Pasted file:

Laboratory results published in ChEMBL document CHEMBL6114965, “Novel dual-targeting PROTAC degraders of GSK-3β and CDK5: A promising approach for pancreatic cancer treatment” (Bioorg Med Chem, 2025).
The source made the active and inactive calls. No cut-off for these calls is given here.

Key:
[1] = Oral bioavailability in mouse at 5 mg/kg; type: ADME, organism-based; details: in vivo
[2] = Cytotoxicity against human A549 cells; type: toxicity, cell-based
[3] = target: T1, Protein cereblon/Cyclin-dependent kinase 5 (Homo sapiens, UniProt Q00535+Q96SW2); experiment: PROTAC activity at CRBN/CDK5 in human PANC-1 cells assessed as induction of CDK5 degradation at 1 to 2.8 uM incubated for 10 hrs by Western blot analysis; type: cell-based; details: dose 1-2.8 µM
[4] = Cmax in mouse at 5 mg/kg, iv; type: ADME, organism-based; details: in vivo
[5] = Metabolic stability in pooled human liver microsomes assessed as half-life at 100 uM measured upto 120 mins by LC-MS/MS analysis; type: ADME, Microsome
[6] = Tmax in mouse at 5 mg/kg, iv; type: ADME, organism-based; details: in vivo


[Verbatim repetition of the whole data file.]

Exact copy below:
Laboratory results published in ChEMBL document CHEMBL6114965, “Novel dual-targeting PROTAC degraders of GSK-3β and CDK5: A promising approach for pancreatic cancer treatment” (Bioorg Med Chem, 2025).
The source made the active and inactive calls. No cut-off for these calls is given here.

Key:
[1] = Oral bioavailability in mouse at 5 mg/kg; type: ADME, organism-based; details: in vivo
[2] = Cytotoxicity against human A549 cells; type: toxicity, cell-based
[3] = target: T1, Protein cereblon/Cyclin-dependent kinase 5 (Homo sapiens, UniProt Q00535+Q96SW2); experiment: PROTAC activity at CRBN/CDK5 in human PANC-1 cells assessed as induction of CDK5 degradation at 1 to 2.8 uM incubated for 10 hrs by Western blot analysis; type: cell-based; details: dose 1-2.8 µM
[4] = Cmax in mouse at 5 mg/kg, iv; type: ADME, organism-based; details: in vivo
[5] = Metabolic stability in pooled human liver microsomes assessed as half-life at 100 uM measured upto 120 mins by LC-MS/MS analysis; type: ADME, Microsome
[6] = Tmax in mouse at 5 mg/kg, iv; type: ADME, organism-based; details: in vivo